I hope Trump takes a moment from tweeting unfounded conspiracy theories to check out Golf Digest’s top 100 golf courses outside the US. (In reality, I’m betting Trump has read Golf Digest more than his daily intelligence briefings.) There, Trump will be treated to an eye-popping buffet of magnificent golf courses that he can visit at our expense while we wait for Biden’s inauguration.

Trump could begin at the top-rated golf course in the world, Royal County Down Golf club located in Newcastle, Northern Ireland.

This course, founded in 1889, is located between Dundrum Bay to the east and Mountains of Mourne to the south and is famous for its “gorse-covered dunes in golden bloom.” As Golf Digest notes, “There is no lovelier place in golf.” From there, Trump could jet over to New Zealand to play the world’s second-highest-rated golf course, Tara Iti golf club.

For golfers, this must be the eighth wonder of the world, with a course that took two years of “gently re-sculpting the sandy soil into hummocks, punchbowls and sand dunes that look like they were formed by wind and vegetated by nature.” It’s breathtaking — and it could be Trump’s at no cost to him if he simply signs that resignation paper. (Of course, he might have to wait until New Zealand lifts its coronavirus travel ban — but perhaps if he books now he can get a credit for later.)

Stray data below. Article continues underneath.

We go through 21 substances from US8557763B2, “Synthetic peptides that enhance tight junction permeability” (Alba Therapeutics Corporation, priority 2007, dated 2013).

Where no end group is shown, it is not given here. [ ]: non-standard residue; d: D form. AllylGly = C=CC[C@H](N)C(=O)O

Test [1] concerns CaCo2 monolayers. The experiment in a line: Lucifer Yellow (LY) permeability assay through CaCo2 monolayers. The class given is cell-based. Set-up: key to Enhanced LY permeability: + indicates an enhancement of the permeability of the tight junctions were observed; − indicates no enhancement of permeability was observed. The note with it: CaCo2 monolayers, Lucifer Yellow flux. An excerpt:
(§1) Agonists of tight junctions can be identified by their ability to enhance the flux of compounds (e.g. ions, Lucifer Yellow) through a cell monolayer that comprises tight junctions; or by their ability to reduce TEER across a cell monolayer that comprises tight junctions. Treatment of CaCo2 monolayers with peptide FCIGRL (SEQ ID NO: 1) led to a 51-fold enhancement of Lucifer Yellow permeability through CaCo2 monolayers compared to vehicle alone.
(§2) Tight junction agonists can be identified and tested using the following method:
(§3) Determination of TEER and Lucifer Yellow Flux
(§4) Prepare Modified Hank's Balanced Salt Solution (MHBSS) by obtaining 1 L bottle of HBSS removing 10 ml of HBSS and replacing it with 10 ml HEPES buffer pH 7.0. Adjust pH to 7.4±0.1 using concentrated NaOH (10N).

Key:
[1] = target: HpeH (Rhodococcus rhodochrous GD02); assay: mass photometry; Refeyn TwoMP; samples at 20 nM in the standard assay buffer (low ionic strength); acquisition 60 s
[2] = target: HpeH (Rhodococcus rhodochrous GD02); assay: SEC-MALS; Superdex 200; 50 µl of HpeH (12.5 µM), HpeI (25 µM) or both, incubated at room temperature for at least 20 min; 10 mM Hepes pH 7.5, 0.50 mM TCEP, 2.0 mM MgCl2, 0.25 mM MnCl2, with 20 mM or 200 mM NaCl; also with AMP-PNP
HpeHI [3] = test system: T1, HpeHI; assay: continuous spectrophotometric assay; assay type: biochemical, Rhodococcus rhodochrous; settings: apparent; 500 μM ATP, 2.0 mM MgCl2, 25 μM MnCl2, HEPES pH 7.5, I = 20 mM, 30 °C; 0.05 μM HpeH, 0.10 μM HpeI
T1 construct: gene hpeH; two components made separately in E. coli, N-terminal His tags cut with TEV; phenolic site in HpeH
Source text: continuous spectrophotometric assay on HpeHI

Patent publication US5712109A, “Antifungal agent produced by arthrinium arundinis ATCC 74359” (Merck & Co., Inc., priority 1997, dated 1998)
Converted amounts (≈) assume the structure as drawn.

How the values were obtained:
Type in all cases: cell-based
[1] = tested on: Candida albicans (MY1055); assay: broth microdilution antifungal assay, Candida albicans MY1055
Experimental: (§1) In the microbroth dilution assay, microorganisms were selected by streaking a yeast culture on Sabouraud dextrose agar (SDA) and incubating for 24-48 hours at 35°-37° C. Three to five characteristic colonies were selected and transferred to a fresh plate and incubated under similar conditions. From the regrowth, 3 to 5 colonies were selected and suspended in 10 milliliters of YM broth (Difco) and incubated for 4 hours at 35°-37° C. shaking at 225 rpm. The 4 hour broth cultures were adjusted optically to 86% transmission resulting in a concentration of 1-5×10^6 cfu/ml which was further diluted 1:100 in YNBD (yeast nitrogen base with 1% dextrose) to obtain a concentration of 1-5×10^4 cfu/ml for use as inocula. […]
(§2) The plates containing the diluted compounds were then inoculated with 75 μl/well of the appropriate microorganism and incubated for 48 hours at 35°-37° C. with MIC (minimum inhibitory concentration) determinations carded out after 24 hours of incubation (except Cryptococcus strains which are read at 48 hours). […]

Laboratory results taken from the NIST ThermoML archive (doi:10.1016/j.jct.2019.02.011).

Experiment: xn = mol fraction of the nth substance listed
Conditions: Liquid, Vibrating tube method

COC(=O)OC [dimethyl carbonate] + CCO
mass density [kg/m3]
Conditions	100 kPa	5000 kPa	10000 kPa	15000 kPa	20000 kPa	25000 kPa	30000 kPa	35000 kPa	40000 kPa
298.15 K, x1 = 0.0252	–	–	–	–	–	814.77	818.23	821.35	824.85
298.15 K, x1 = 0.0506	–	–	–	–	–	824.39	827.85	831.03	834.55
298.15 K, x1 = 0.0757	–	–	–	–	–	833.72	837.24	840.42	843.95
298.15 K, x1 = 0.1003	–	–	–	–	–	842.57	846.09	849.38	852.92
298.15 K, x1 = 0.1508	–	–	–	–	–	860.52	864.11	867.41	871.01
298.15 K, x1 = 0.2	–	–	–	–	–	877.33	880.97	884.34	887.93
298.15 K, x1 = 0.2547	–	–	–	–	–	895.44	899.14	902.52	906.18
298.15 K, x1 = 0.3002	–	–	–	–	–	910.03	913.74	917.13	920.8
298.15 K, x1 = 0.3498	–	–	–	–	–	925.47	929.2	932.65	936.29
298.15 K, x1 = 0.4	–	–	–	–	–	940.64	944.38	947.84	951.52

But wait, there’s more. Trump could then skip over to South Korea to play the ninth-ranked golf course in the world, South Cape Owners club, located on the picturesque Namhae Island. This course not only features a view of the ocean from every tee, but it could also feature a very special golfing partner. That’s right: the man Trump exchanged “love letters” with, the one and only dictator of North Korea: Kim Jong Un. Trump already asked Kim to play golf in their February 2019 summit, as noted in Bob Woodward’s recent book, “Rage.” In fact, Trump said to Kim, “Let’s go play a round of golf” and “Let’s go to a movie together.” Well, now they can do both, and we US taxpayers will foot the bill if Trump accepts our offer.

Trump is the “Art of the Deal” guy, so he might say I want more than free golf, how about a pardon?! I can understand Trump’s desire for one considering the potential criminal investigations he is facing upon leaving office. But all we are offering is golf — take it or leave it.

I think most Americans — or at least the 51% of voters who cast a ballot for Biden — would agree Trump can gleefully enjoy all the taxpayer-financed golf, diet Cokes and burgers he can handle between now and January 20. In exchange, all he has to do is resign right away. It’s a win for all involved. This could save American lives from Covid-19, save our democracy from Trump’s assault and provide Trump the freedom to focus on what he does best: Golf and tweeting. What do you say, Mr. President?

WASHINGTON – President Donald Trump and former Vice President Joe Biden square off on Tuesday in their first presidential debate. With five weeks to go until the Nov. 3 general election, the stakes are high.

Donald Trump takes on Joe Biden


The face-to-face match-up comes after the New York Times revealed that Trump, a wealthy former businessman and reality television star, paid only $750 in federal income taxes in both 2016 and 2017, and no federal income taxes in 10 of the previous 15 years through 2017.